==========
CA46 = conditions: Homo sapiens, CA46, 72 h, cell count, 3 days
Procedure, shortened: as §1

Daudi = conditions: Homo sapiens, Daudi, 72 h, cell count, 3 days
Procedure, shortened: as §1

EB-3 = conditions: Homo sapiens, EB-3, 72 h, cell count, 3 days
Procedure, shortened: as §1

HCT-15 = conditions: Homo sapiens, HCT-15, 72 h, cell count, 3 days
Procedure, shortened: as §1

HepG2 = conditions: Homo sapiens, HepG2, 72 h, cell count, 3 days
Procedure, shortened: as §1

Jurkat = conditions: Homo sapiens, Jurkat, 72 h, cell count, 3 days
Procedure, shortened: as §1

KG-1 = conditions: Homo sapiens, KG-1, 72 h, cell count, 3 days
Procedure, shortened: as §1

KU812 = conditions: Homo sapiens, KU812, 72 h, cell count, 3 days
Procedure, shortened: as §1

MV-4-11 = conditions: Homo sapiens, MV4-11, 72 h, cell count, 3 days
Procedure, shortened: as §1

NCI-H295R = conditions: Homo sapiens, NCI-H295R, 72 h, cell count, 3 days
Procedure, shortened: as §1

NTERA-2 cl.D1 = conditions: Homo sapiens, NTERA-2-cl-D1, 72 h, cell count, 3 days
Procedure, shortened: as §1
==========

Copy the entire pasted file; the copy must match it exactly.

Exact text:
CA46 = conditions: Homo sapiens, CA46, 72 h, cell count, 3 days
Procedure, shortened: as §1

Daudi = conditions: Homo sapiens, Daudi, 72 h, cell count, 3 days
Procedure, shortened: as §1

EB-3 = conditions: Homo sapiens, EB-3, 72 h, cell count, 3 days
Procedure, shortened: as §1

HCT-15 = conditions: Homo sapiens, HCT-15, 72 h, cell count, 3 days
Procedure, shortened: as §1

HepG2 = conditions: Homo sapiens, HepG2, 72 h, cell count, 3 days
Procedure, shortened: as §1

Jurkat = conditions: Homo sapiens, Jurkat, 72 h, cell count, 3 days
Procedure, shortened: as §1

KG-1 = conditions: Homo sapiens, KG-1, 72 h, cell count, 3 days
Procedure, shortened: as §1

KU812 = conditions: Homo sapiens, KU812, 72 h, cell count, 3 days
Procedure, shortened: as §1

MV-4-11 = conditions: Homo sapiens, MV4-11, 72 h, cell count, 3 days
Procedure, shortened: as §1

NCI-H295R = conditions: Homo sapiens, NCI-H295R, 72 h, cell count, 3 days
Procedure, shortened: as §1

NTERA-2 cl.D1 = conditions: Homo sapiens, NTERA-2-cl-D1, 72 h, cell count, 3 days
Procedure, shortened: as §1